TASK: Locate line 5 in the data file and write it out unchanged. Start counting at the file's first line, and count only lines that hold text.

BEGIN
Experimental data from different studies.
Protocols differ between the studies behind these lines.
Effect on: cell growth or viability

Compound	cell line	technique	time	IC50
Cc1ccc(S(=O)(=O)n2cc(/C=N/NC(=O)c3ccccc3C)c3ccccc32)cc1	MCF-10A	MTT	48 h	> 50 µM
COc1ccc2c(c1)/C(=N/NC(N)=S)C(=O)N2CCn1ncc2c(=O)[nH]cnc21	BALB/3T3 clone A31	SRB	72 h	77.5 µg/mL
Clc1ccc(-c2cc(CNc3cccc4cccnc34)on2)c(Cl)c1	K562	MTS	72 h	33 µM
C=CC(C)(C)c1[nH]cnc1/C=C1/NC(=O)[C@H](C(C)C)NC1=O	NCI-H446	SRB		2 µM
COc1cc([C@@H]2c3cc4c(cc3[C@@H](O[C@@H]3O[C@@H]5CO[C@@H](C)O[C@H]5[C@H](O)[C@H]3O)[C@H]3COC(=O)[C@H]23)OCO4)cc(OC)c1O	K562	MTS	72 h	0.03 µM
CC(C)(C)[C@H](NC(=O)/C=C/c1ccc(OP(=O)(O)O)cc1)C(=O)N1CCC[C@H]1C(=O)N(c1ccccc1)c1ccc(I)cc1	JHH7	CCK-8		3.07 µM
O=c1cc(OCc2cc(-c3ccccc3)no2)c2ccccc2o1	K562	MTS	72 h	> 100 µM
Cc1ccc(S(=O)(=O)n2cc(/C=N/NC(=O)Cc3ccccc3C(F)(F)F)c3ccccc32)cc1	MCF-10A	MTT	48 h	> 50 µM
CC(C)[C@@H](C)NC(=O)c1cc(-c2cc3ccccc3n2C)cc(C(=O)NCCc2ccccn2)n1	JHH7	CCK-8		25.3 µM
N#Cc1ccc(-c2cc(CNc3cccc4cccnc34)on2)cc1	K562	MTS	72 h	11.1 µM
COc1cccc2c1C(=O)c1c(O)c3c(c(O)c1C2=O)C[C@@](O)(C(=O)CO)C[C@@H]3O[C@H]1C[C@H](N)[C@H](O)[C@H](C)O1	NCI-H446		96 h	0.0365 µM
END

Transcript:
Cc1ccc(S(=O)(=O)n2cc(/C=N/NC(=O)c3ccccc3C)c3ccccc32)cc1	MCF-10A	MTT	48 h	> 50 µM